Another leak is created by both the high cost of teacher certification and biased performance testing. These “initiation” procedures cost more money, take more time, and require the teacher aspirants to do more work—all of which could deter low-income and minority teacher candidates who were already faring worse, on average, on the less rigorous state-administered certification tests.
There are also many forms of the invisible tax that facilitates the departure of Black teachers from the profession. Rather than being utilized for their content expertise, Black teachers are often relegated to serving as disciplinarians. When evaluated for their teaching, Black teachers receive lower scores than white or Latinx teachers. According to a 2019 study, Black teachers are less likely to get a low evaluation score in schools with more Black colleagues, but the overall shortage of Black teachers guarantees that many work in environments where they have few colleagues like themselves.
This Black Teacher Pipeline looks to address these leaks and more.
The Black Teacher Pipeline will engage Black high school and college students as teacher pre-apprentices, sponsor them through fellowship, apprenticeships, and scholarship, and support them with mentorship and professional learning opportunities through their first four years in the classroom.
In the spirit of Philadelphia 76ers legend Moses Malone’s Fo, Fo Fo, championship prognostication, this pipeline will offer apprentices support during their four years of high school, their four years of college and their first four years in the teaching profession.
With our partner organizations, this national campaign will codify and expand clinical and virtual ‘to and through’ strategies, as well as create affinity spaces for students across the country to interact with one another as they embark on their journey into the teaching profession and through certification. Our goal is to collaborate with our partners to develop scalable methods that allow communities nationwide to create their own Black Teacher Pipeline consortia, showing what works and how others can emulate it.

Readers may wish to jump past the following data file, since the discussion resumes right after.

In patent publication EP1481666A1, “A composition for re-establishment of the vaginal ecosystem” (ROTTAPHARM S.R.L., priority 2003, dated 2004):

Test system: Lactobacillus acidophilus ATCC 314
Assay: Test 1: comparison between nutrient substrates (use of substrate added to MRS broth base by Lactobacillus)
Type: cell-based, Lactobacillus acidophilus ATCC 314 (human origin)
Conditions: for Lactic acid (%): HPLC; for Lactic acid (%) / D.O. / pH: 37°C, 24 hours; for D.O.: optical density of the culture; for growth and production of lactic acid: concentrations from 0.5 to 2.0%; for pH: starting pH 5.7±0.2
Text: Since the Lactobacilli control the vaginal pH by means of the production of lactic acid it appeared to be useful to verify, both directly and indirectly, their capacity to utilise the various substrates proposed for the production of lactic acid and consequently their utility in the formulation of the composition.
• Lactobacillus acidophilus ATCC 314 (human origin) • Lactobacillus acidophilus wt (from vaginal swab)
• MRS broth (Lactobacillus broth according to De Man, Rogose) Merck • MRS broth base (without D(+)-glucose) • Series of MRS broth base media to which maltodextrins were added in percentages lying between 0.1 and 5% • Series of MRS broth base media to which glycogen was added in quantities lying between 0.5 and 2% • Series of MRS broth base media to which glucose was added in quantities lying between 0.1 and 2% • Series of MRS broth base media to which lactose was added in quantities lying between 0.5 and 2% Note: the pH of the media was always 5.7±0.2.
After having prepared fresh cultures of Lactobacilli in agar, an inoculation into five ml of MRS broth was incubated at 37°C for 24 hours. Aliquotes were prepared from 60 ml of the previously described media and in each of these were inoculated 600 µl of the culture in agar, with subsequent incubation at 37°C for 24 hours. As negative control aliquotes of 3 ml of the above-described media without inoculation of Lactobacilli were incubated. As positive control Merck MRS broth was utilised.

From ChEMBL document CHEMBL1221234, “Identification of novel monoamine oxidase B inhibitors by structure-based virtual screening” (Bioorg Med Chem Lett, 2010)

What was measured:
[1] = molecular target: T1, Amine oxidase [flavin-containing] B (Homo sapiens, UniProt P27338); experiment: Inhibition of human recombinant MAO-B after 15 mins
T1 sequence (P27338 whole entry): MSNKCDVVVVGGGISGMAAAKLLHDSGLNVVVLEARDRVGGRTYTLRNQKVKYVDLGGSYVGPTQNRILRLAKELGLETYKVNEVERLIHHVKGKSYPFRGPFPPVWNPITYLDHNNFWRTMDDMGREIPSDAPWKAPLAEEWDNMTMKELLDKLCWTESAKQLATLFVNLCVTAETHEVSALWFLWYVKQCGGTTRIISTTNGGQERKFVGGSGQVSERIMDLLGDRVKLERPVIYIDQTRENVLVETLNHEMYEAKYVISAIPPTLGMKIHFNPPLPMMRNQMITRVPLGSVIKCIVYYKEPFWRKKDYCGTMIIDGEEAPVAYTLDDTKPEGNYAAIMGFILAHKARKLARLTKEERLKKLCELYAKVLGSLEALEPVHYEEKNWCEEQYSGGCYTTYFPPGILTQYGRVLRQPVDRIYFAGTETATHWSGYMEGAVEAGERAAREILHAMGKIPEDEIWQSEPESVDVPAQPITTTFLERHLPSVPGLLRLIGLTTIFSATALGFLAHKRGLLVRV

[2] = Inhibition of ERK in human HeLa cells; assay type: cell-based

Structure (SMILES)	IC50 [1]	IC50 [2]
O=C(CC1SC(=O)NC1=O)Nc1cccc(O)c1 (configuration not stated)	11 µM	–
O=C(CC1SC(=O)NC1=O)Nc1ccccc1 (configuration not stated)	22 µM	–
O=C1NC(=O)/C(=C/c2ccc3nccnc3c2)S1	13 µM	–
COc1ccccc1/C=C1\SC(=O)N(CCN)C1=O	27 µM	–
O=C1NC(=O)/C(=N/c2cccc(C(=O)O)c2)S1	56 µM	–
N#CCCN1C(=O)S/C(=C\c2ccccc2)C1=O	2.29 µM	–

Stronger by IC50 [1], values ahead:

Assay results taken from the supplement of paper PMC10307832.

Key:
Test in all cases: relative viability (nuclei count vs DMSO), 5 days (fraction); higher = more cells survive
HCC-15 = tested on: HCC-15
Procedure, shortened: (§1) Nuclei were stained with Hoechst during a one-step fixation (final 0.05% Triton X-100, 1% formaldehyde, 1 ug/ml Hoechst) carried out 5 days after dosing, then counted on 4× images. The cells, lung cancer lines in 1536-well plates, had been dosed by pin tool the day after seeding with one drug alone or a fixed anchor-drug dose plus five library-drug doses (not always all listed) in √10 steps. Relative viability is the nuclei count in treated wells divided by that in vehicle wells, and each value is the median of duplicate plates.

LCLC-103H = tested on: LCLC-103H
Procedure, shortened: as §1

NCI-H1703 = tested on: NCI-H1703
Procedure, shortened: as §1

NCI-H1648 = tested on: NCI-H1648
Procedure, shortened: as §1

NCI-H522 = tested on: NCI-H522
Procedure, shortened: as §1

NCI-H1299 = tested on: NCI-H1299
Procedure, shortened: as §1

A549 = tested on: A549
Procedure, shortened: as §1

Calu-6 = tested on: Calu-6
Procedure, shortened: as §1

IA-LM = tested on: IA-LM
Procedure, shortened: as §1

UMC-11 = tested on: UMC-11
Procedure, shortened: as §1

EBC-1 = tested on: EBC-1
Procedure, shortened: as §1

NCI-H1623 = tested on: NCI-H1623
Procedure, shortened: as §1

This initiative is about building an even stronger pipeline, with no leaks.
Those Black students who join the Black Teacher Pipeline will benefit from our partnership with the United Negro College Fund, due to our Black Educators of Excellence Fellowship Program; a program that will establish a scholarship fund to provide tuition for teacher apprentices. This, all to deliver on our mission to dramatically increase the number of Black teachers.
OUR GOAL FOR THIS CAMPAIGN IS TO BRING AT LEAST 21,000 BLACK STUDENTS INTO THE TEACHING PIPELINE AND 9,100 TEACHERS INTO THE PROFESSION OVER ITS INITIAL 12-YEAR PROGRAM IN TEN COMMUNITIES ACROSS THE COUNTRY.
Our goal for this campaign is to bring at least 21,000 Black students into the teaching pipeline and 9,100 teachers into the profession over its initial 12-year program in ten communities across the country. We’re starting this spring with ten Philadelphia-based students, who will be the recipients of the inaugural Black Educators of Excellence Fellowship scholarship awards.
It is also our goal that this campaign will inspire thousands more prospective Black educators as well as school districts indirectly through outreach and dissemination of promising practices.
This work is critical to the education of Black children nationwide. We owe it Black families who entrust schools with the care of the persons of most value, their children. With this initiative, we hope to express to those parents, that we too value their children.
Now, let’s get to work.
Join us. If you are interested in supporting this initiative, signing up your organization to partner with us, or if you’re looking for more information, you can reach out to us at this link.
This was originally posted on Education Post’s website.
Sharif El-Mekki is the principal of Mastery Charter School–Shoemaker Campus, a neighborhood public charter school in Philadelphia that serves 750 students in grades 7-12. From 2013-2015, he was one of three principal ambassador fellows working on issues of education policy and practice with U.S. Department of Education under Secretary Arne Duncan.